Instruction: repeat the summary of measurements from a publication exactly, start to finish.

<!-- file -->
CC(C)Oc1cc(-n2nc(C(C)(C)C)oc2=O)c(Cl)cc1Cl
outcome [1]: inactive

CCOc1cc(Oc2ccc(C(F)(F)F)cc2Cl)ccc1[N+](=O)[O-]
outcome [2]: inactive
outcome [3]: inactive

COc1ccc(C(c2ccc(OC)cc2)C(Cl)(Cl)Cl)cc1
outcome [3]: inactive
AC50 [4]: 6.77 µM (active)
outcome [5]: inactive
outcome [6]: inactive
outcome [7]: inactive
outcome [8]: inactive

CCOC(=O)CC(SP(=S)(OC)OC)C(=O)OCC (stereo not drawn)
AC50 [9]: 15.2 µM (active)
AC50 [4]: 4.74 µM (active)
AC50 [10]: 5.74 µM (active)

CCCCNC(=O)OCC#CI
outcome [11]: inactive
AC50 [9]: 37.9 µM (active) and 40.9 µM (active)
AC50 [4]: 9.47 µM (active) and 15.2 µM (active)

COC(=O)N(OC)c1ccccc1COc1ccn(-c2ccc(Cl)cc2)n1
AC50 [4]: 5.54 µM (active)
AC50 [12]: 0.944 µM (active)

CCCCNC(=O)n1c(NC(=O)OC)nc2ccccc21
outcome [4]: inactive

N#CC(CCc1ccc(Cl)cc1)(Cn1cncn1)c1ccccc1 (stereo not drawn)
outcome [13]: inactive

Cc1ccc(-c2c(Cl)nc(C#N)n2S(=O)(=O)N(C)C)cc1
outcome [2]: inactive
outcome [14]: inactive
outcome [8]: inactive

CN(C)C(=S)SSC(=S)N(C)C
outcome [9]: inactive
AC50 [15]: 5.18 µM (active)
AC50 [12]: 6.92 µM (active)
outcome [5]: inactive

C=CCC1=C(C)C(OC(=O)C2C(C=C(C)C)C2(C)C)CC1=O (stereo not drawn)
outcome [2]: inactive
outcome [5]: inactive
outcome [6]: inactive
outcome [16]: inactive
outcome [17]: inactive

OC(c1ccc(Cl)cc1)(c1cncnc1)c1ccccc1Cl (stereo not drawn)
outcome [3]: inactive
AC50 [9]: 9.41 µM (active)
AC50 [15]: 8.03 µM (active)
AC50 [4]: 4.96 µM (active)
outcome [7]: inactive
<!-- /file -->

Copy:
CC(C)Oc1cc(-n2nc(C(C)(C)C)oc2=O)c(Cl)cc1Cl
outcome [1]: inactive

CCOc1cc(Oc2ccc(C(F)(F)F)cc2Cl)ccc1[N+](=O)[O-]
outcome [2]: inactive
outcome [3]: inactive

COc1ccc(C(c2ccc(OC)cc2)C(Cl)(Cl)Cl)cc1
outcome [3]: inactive
AC50 [4]: 6.77 µM (active)
outcome [5]: inactive
outcome [6]: inactive
outcome [7]: inactive
outcome [8]: inactive

CCOC(=O)CC(SP(=S)(OC)OC)C(=O)OCC (stereo not drawn)
AC50 [9]: 15.2 µM (active)
AC50 [4]: 4.74 µM (active)
AC50 [10]: 5.74 µM (active)

CCCCNC(=O)OCC#CI
outcome [11]: inactive
AC50 [9]: 37.9 µM (active) and 40.9 µM (active)
AC50 [4]: 9.47 µM (active) and 15.2 µM (active)

COC(=O)N(OC)c1ccccc1COc1ccn(-c2ccc(Cl)cc2)n1
AC50 [4]: 5.54 µM (active)
AC50 [12]: 0.944 µM (active)

CCCCNC(=O)n1c(NC(=O)OC)nc2ccccc21
outcome [4]: inactive

N#CC(CCc1ccc(Cl)cc1)(Cn1cncn1)c1ccccc1 (stereo not drawn)
outcome [13]: inactive

Cc1ccc(-c2c(Cl)nc(C#N)n2S(=O)(=O)N(C)C)cc1
outcome [2]: inactive
outcome [14]: inactive
outcome [8]: inactive

CN(C)C(=S)SSC(=S)N(C)C
outcome [9]: inactive
AC50 [15]: 5.18 µM (active)
AC50 [12]: 6.92 µM (active)
outcome [5]: inactive

C=CCC1=C(C)C(OC(=O)C2C(C=C(C)C)C2(C)C)CC1=O (stereo not drawn)
outcome [2]: inactive
outcome [5]: inactive
outcome [6]: inactive
outcome [16]: inactive
outcome [17]: inactive

OC(c1ccc(Cl)cc1)(c1cncnc1)c1ccccc1Cl (stereo not drawn)
outcome [3]: inactive
AC50 [9]: 9.41 µM (active)
AC50 [15]: 8.03 µM (active)
AC50 [4]: 4.96 µM (active)
outcome [7]: inactive